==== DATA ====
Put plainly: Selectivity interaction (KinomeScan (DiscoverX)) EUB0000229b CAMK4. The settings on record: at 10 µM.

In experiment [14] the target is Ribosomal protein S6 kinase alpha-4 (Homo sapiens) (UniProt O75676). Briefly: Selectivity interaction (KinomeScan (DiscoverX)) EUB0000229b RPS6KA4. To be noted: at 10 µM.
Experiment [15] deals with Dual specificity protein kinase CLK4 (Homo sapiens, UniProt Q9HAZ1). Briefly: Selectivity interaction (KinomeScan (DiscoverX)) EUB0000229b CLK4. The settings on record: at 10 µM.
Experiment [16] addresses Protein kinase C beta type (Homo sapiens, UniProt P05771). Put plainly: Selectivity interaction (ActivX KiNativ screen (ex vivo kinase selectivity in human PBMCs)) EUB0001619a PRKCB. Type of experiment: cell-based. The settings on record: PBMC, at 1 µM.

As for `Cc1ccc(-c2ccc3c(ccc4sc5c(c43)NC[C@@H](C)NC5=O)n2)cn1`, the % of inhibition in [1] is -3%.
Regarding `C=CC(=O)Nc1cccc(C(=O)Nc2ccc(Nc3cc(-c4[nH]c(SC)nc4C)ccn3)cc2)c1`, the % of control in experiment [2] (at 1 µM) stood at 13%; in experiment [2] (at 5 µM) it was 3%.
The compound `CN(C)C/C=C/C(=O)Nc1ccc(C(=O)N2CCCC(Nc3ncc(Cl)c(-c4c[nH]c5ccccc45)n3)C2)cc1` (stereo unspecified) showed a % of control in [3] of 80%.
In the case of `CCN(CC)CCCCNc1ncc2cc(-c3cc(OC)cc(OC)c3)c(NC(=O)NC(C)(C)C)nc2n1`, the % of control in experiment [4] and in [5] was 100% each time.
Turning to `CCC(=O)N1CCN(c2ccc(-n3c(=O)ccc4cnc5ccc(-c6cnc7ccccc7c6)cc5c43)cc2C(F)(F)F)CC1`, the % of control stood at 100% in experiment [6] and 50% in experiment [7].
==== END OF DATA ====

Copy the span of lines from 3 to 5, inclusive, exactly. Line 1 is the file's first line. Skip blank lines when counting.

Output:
Experiment [15] deals with Dual specificity protein kinase CLK4 (Homo sapiens, UniProt Q9HAZ1). Briefly: Selectivity interaction (KinomeScan (DiscoverX)) EUB0000229b CLK4. The settings on record: at 10 µM.
Experiment [16] addresses Protein kinase C beta type (Homo sapiens, UniProt P05771). Put plainly: Selectivity interaction (ActivX KiNativ screen (ex vivo kinase selectivity in human PBMCs)) EUB0001619a PRKCB. Type of experiment: cell-based. The settings on record: PBMC, at 1 µM.

As for `Cc1ccc(-c2ccc3c(ccc4sc5c(c43)NC[C@@H](C)NC5=O)n2)cn1`, the % of inhibition in [1] is -3%.